Sorry for posting this thread in this forum but I have no idea where else to put it. I just wanted to know if anyone in this forum knew anything about Phil Rizzuto. I mostly know him as a Yankee announcer who retired before all the championship years in the 90s. When I get bored in the middle of the night I sometimes go to http://www.baseball-reference.com which has statistics for every person who ever played a game of MLB. I always knew Rizzuto was a HoFer but I was shocked to see what his career numbers were. Not even 1600 hits, and only a .273 batting avg. He averaged a pathetic 4 HR and 55 RBI a season. Now I know what some of you might be thinking, maybe he was a defensive genious at SS, so lets see his fielding stats: a .968 fielding percentage with 263 errors in 1647 games. Just for comparison, let's use A-Rod's numbers since he has a couple Gold Gloves. A .977 fielding percentage with 131 errors in 1267 games. As you can see, Rizzuto wasn't actually a defensive specialist either. His one great accomplishment was his MVP award in 1950. Just to clear things up, I am not attacking Rizzuto at all, I'm just wondering how a guy with these kinds of stats made it to the place where baseball enshrines the best of the best. His HoF plaque states:
"OVERCAME DIMINUTIVE SIZE (5'6", 150 LBS) TO ANCHOR SUPERB YANKEE TEAMS WHICH WON 10 PENNANTS AND 8 WORLD SERIES DURING HIS 13 MAJOR LEAGUE SEASONS". Didn't they have Yogi and DiMaggio anchoring the Yanks during those years? Oh well, just something to think about.
Interesting post. I know a fair amount about the history of the game, but admittedly very little on Rizzuto. However, I can throw a guess out there and perhaps someone can confirm in or reject it one way or the other.
Rizzuto played from 41-56, yet was voted into the hall in 94. Perhaps it was his accomplishments in the game of baseball in general, and not just his play on the field that got him the nod. He clearly is not a hall of fame calibre player stat wise, regardless of how good those Yankee teams were. Whatever his accomplishments were off the field regarding baseball most likely weighted heavily.
Rizzuto is listed as being elected to the Hall by the Veterans committee, which is a committee comprimsed of living HoFers. The conventional way to get into the Hall is by the Writer's Association 5 years after playing your last game. Players elected by the Veterans committee have to be retired at least 21 years. So Rizzuto was voted in by his peers, but why? To answer pokerplaya's question, I highly doubt players can be elected to the Hall because of accomplishments in baseball in general. There are special awards given by the Hall to announcers, executives, and umpires but I am pretty sure that Rizzuto's playing career PLUS his announcing career didn't land him in the Hall. He is not listed as a recipient of the Ford Frick award, presented annually to a broadcaster for "major contributions to baseball."
Bad defensively, good OBA but not much power, and thriving off the success of his teammates. We all know Jeter will make it into the Hall because he was on a bunch of good teams, but at least his career BA is .317, a lot better than the .273 Rizzuto had. There's no way Scooter could have been worse defensively though, is there?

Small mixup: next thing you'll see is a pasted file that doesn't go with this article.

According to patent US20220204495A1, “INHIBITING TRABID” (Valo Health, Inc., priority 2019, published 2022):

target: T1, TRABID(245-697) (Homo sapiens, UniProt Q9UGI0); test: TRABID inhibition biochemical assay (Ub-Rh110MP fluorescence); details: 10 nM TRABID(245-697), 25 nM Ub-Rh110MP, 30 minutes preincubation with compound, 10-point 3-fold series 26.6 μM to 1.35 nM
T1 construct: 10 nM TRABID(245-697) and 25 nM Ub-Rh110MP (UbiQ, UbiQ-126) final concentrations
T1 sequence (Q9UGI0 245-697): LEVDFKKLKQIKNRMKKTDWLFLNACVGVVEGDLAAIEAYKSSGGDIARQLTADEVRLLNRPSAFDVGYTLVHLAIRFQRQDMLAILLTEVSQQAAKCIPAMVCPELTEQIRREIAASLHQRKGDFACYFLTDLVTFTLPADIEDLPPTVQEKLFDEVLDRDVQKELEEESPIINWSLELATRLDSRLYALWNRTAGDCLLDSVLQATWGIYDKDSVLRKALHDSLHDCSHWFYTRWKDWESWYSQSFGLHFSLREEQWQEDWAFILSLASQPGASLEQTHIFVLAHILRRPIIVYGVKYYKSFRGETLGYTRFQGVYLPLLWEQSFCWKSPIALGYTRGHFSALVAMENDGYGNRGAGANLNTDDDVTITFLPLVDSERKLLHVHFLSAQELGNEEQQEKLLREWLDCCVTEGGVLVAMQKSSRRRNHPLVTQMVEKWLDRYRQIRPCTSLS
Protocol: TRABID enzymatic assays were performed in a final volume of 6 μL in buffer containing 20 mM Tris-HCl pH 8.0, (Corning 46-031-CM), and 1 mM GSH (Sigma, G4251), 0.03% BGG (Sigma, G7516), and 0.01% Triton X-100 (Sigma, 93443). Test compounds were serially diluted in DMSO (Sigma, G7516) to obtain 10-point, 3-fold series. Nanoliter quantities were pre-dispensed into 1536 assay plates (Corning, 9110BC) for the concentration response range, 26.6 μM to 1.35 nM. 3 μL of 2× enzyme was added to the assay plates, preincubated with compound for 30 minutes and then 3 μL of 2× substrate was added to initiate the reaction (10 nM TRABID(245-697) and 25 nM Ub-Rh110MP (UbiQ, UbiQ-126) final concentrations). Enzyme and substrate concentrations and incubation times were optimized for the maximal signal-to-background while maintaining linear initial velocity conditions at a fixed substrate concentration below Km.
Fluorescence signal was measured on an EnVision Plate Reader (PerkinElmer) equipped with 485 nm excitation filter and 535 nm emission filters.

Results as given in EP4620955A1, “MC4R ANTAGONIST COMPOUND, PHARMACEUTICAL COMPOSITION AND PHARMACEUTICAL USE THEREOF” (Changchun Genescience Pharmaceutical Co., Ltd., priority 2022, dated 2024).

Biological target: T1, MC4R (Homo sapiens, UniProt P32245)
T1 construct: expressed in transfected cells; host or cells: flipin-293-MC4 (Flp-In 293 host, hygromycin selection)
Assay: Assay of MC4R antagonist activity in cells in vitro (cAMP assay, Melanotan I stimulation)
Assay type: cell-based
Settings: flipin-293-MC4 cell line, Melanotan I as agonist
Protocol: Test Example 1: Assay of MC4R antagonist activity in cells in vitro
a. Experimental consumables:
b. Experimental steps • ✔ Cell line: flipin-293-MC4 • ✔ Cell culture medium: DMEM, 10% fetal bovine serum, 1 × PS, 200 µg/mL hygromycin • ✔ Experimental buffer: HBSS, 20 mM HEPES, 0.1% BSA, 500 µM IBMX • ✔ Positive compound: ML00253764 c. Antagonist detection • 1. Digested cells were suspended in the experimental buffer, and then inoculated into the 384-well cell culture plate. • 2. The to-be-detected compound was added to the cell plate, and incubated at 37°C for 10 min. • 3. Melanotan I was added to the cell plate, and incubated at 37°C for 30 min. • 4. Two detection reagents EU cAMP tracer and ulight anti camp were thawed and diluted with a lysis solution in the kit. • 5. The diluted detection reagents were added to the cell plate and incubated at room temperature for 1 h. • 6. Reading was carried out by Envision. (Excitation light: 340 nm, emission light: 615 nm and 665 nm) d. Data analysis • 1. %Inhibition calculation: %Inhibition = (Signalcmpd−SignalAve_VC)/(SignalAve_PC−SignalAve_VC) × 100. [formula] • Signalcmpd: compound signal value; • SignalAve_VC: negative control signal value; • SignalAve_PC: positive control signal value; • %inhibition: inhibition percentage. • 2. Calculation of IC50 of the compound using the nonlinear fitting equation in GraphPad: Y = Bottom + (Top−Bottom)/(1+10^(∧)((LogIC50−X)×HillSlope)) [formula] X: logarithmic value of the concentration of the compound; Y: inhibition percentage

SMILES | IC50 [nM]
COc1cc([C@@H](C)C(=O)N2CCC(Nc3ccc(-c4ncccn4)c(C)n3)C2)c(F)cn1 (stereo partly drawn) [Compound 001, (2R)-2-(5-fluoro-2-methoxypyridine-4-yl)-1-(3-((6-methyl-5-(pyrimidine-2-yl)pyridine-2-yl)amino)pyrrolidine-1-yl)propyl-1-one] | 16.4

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Tavish wrote:Rizzuto was a pretty good defensive player, although not elite and certainly not enough to make him a HoF guy.
Rizzuto was a great defensive player and most certainly would have won 6-10 Gold Gloves, at least, if the award had existed during his career. Bill James made Rizzuto one of the main players he examined in his book about the HoF, called Politics of Glory. It's a great book, and I highly recommend it. James basically concluded that Rizzuto doesn't belong in the HoF but he is FAR FROM THE WORST PLAYER in the HoF!!! All of the bad picks have come from the Veteran's Committee. There are probably about 40 players in the HoF that can't really be considered "great" players. But what's done is done. We can't remove these players from the HoF now. What bugs me is that these bad choices become the basis for people complaining that so-and-so is not in the HoF and he was better than so-and-so who is in the HoF. These are bogus arguements of course.
LCBOY wrote:James basically concluded that Rizzuto doesn't belong in the HoF but he is FAR FROM THE WORST PLAYER in the HoF!!! All of the bad picks have come from the Veteran's Committee. There are probably about 40 players in the HoF that can't really be considered "great" players.
How do you think the Vet Committee justifies themeselves for electing these players will less than stellar statistics and accomplishments? I can think of one player who's stats weren't the best of the best but got voted in by the veterans, Larry Doby; the first African American to play in the American League. He had good stats but didn't really warrant a HoF enshrinement, at least as a player. He got voted in more because of all the adversity he went through and the courage that he showed for playing through all the hatred and racism he received through America. I gues the Veteran's Committee is more leniant on the stats side of things when electing people for the Hall.
As for this whole Jeter talk, let me first say that I hate the Yankees and all that they stand for. Regardless, undermining Jeter's skills is stupid. He has shown that he is great hitter, regardless of patience. His aggresiveness is what gets him his 200 hits a season (when healthy). You can't compare Rizzuto's production and Jeter's, there is simply no contest. As for Jeter making the Hall, he is in no way a shoe-in. He's got a ton of work to do and his rings wont carry him there alone. He would need at least have to get to 3000 hits for that to happen.